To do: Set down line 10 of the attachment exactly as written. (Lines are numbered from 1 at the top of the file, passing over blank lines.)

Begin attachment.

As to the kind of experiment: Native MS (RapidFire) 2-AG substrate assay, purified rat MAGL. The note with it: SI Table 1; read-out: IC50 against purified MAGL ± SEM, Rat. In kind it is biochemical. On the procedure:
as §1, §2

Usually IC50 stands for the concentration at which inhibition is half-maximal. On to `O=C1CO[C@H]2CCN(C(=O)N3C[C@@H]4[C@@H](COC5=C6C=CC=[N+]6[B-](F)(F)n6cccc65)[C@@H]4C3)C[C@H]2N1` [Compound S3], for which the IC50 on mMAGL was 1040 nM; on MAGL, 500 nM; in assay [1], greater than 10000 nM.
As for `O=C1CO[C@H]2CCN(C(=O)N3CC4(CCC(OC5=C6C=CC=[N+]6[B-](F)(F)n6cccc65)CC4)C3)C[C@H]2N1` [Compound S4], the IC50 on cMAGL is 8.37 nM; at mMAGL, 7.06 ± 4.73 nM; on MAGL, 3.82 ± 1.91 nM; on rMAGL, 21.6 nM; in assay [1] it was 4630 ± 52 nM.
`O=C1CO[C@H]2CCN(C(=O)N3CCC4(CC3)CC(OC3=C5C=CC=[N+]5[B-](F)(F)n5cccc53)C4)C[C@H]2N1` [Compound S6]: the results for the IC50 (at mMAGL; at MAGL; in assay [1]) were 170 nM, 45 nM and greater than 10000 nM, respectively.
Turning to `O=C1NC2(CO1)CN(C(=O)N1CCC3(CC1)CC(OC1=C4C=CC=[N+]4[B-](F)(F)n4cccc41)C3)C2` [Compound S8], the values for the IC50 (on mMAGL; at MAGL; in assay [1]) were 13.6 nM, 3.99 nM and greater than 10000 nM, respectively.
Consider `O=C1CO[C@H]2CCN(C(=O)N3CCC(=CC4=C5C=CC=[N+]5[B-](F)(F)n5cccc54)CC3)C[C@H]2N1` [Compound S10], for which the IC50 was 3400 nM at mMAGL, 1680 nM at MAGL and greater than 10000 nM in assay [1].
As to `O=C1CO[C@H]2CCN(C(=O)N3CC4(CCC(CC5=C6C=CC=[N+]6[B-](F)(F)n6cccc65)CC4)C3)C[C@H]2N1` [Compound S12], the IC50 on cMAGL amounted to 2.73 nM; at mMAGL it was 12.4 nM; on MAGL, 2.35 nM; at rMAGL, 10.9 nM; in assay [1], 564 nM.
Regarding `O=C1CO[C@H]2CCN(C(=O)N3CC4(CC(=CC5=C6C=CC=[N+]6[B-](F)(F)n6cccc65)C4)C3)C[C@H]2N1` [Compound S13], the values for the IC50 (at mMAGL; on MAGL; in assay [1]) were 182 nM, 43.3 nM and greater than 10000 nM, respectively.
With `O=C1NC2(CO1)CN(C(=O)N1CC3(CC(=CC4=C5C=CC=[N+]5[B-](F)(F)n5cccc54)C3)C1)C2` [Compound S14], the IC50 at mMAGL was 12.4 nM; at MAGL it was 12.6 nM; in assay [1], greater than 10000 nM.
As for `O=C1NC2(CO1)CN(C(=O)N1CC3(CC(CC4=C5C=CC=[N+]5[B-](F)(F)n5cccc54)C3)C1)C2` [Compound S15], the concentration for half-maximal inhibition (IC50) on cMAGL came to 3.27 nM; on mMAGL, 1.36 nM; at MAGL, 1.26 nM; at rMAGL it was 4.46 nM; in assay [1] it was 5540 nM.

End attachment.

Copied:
With `O=C1NC2(CO1)CN(C(=O)N1CC3(CC(=CC4=C5C=CC=[N+]5[B-](F)(F)n5cccc54)C3)C1)C2` [Compound S14], the IC50 at mMAGL was 12.4 nM; at MAGL it was 12.6 nM; in assay [1], greater than 10000 nM.